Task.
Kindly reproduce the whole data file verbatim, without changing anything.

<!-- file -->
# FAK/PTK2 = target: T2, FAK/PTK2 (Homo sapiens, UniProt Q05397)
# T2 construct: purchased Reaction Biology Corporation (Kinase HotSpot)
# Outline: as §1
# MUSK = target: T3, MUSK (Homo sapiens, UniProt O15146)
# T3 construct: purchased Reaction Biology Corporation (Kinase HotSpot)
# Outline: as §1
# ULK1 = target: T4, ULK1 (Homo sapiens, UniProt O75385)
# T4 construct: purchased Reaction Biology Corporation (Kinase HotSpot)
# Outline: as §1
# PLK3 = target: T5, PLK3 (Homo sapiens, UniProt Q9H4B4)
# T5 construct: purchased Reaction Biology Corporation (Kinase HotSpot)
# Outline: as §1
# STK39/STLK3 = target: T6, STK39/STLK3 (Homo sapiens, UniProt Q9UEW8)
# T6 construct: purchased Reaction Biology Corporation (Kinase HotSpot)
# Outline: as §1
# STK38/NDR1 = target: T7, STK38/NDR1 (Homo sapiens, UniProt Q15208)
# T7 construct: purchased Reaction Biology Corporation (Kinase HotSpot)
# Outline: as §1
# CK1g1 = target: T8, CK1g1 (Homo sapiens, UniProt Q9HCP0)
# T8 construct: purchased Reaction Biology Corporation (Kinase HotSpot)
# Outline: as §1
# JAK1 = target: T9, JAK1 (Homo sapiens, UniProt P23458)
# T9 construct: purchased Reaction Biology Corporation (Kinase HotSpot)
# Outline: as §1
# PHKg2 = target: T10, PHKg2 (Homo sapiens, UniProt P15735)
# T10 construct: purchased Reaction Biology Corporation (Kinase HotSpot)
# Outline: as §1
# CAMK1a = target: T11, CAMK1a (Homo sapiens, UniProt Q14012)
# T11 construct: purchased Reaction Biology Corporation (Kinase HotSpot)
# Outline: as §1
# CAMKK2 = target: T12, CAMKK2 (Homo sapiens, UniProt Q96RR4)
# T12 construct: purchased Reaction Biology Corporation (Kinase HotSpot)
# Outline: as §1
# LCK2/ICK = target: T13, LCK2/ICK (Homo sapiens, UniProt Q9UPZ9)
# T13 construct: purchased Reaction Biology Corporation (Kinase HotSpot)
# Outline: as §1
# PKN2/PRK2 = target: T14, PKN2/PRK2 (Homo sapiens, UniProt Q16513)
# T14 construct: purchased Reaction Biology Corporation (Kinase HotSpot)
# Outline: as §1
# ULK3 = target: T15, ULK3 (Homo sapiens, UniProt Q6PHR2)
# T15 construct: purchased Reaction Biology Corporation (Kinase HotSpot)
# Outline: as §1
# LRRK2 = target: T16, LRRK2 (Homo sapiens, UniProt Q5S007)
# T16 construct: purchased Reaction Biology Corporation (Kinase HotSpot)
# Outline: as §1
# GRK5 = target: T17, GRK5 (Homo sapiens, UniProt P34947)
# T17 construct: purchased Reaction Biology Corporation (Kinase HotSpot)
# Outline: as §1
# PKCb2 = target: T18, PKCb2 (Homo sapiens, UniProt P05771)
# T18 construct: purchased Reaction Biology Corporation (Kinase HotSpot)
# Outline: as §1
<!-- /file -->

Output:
# FAK/PTK2 = target: T2, FAK/PTK2 (Homo sapiens, UniProt Q05397)
# T2 construct: purchased Reaction Biology Corporation (Kinase HotSpot)
# Outline: as §1
# MUSK = target: T3, MUSK (Homo sapiens, UniProt O15146)
# T3 construct: purchased Reaction Biology Corporation (Kinase HotSpot)
# Outline: as §1
# ULK1 = target: T4, ULK1 (Homo sapiens, UniProt O75385)
# T4 construct: purchased Reaction Biology Corporation (Kinase HotSpot)
# Outline: as §1
# PLK3 = target: T5, PLK3 (Homo sapiens, UniProt Q9H4B4)
# T5 construct: purchased Reaction Biology Corporation (Kinase HotSpot)
# Outline: as §1
# STK39/STLK3 = target: T6, STK39/STLK3 (Homo sapiens, UniProt Q9UEW8)
# T6 construct: purchased Reaction Biology Corporation (Kinase HotSpot)
# Outline: as §1
# STK38/NDR1 = target: T7, STK38/NDR1 (Homo sapiens, UniProt Q15208)
# T7 construct: purchased Reaction Biology Corporation (Kinase HotSpot)
# Outline: as §1
# CK1g1 = target: T8, CK1g1 (Homo sapiens, UniProt Q9HCP0)
# T8 construct: purchased Reaction Biology Corporation (Kinase HotSpot)
# Outline: as §1
# JAK1 = target: T9, JAK1 (Homo sapiens, UniProt P23458)
# T9 construct: purchased Reaction Biology Corporation (Kinase HotSpot)
# Outline: as §1
# PHKg2 = target: T10, PHKg2 (Homo sapiens, UniProt P15735)
# T10 construct: purchased Reaction Biology Corporation (Kinase HotSpot)
# Outline: as §1
# CAMK1a = target: T11, CAMK1a (Homo sapiens, UniProt Q14012)
# T11 construct: purchased Reaction Biology Corporation (Kinase HotSpot)
# Outline: as §1
# CAMKK2 = target: T12, CAMKK2 (Homo sapiens, UniProt Q96RR4)
# T12 construct: purchased Reaction Biology Corporation (Kinase HotSpot)
# Outline: as §1
# LCK2/ICK = target: T13, LCK2/ICK (Homo sapiens, UniProt Q9UPZ9)
# T13 construct: purchased Reaction Biology Corporation (Kinase HotSpot)
# Outline: as §1
# PKN2/PRK2 = target: T14, PKN2/PRK2 (Homo sapiens, UniProt Q16513)
# T14 construct: purchased Reaction Biology Corporation (Kinase HotSpot)
# Outline: as §1
# ULK3 = target: T15, ULK3 (Homo sapiens, UniProt Q6PHR2)
# T15 construct: purchased Reaction Biology Corporation (Kinase HotSpot)
# Outline: as §1
# LRRK2 = target: T16, LRRK2 (Homo sapiens, UniProt Q5S007)
# T16 construct: purchased Reaction Biology Corporation (Kinase HotSpot)
# Outline: as §1
# GRK5 = target: T17, GRK5 (Homo sapiens, UniProt P34947)
# T17 construct: purchased Reaction Biology Corporation (Kinase HotSpot)
# Outline: as §1
# PKCb2 = target: T18, PKCb2 (Homo sapiens, UniProt P05771)
# T18 construct: purchased Reaction Biology Corporation (Kinase HotSpot)
# Outline: as §1